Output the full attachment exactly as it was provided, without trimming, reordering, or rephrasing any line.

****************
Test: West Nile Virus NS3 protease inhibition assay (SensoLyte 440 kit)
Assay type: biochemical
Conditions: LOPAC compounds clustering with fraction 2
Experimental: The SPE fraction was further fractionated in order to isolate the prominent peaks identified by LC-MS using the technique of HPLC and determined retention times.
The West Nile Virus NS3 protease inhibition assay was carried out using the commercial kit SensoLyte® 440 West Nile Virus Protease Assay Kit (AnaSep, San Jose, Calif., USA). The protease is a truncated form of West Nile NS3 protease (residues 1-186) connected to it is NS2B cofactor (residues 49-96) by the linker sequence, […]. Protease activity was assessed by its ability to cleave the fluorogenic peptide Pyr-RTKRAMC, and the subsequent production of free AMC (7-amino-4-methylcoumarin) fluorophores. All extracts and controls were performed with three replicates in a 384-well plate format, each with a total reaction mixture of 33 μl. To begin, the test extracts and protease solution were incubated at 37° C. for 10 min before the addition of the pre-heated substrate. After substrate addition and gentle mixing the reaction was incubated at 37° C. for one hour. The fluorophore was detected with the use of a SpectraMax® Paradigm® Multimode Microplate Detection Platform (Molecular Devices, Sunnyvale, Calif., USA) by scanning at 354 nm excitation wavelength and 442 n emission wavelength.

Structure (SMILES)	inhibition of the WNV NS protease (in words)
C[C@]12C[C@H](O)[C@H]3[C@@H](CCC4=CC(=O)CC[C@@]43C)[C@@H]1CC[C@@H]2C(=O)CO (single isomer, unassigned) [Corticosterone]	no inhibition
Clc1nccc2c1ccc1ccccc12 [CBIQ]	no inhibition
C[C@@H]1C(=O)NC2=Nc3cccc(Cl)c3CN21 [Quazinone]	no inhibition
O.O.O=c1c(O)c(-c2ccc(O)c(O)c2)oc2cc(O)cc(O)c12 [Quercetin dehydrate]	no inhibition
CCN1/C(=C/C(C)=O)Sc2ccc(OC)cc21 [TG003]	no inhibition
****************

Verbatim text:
Test: West Nile Virus NS3 protease inhibition assay (SensoLyte 440 kit)
Assay type: biochemical
Conditions: LOPAC compounds clustering with fraction 2
Experimental: The SPE fraction was further fractionated in order to isolate the prominent peaks identified by LC-MS using the technique of HPLC and determined retention times.
The West Nile Virus NS3 protease inhibition assay was carried out using the commercial kit SensoLyte® 440 West Nile Virus Protease Assay Kit (AnaSep, San Jose, Calif., USA). The protease is a truncated form of West Nile NS3 protease (residues 1-186) connected to it is NS2B cofactor (residues 49-96) by the linker sequence, […]. Protease activity was assessed by its ability to cleave the fluorogenic peptide Pyr-RTKRAMC, and the subsequent production of free AMC (7-amino-4-methylcoumarin) fluorophores. All extracts and controls were performed with three replicates in a 384-well plate format, each with a total reaction mixture of 33 μl. To begin, the test extracts and protease solution were incubated at 37° C. for 10 min before the addition of the pre-heated substrate. After substrate addition and gentle mixing the reaction was incubated at 37° C. for one hour. The fluorophore was detected with the use of a SpectraMax® Paradigm® Multimode Microplate Detection Platform (Molecular Devices, Sunnyvale, Calif., USA) by scanning at 354 nm excitation wavelength and 442 n emission wavelength.

Structure (SMILES)	inhibition of the WNV NS protease (in words)
C[C@]12C[C@H](O)[C@H]3[C@@H](CCC4=CC(=O)CC[C@@]43C)[C@@H]1CC[C@@H]2C(=O)CO (single isomer, unassigned) [Corticosterone]	no inhibition
Clc1nccc2c1ccc1ccccc12 [CBIQ]	no inhibition
C[C@@H]1C(=O)NC2=Nc3cccc(Cl)c3CN21 [Quazinone]	no inhibition
O.O.O=c1c(O)c(-c2ccc(O)c(O)c2)oc2cc(O)cc(O)c12 [Quercetin dehydrate]	no inhibition
CCN1/C(=C/C(C)=O)Sc2ccc(OC)cc21 [TG003]	no inhibition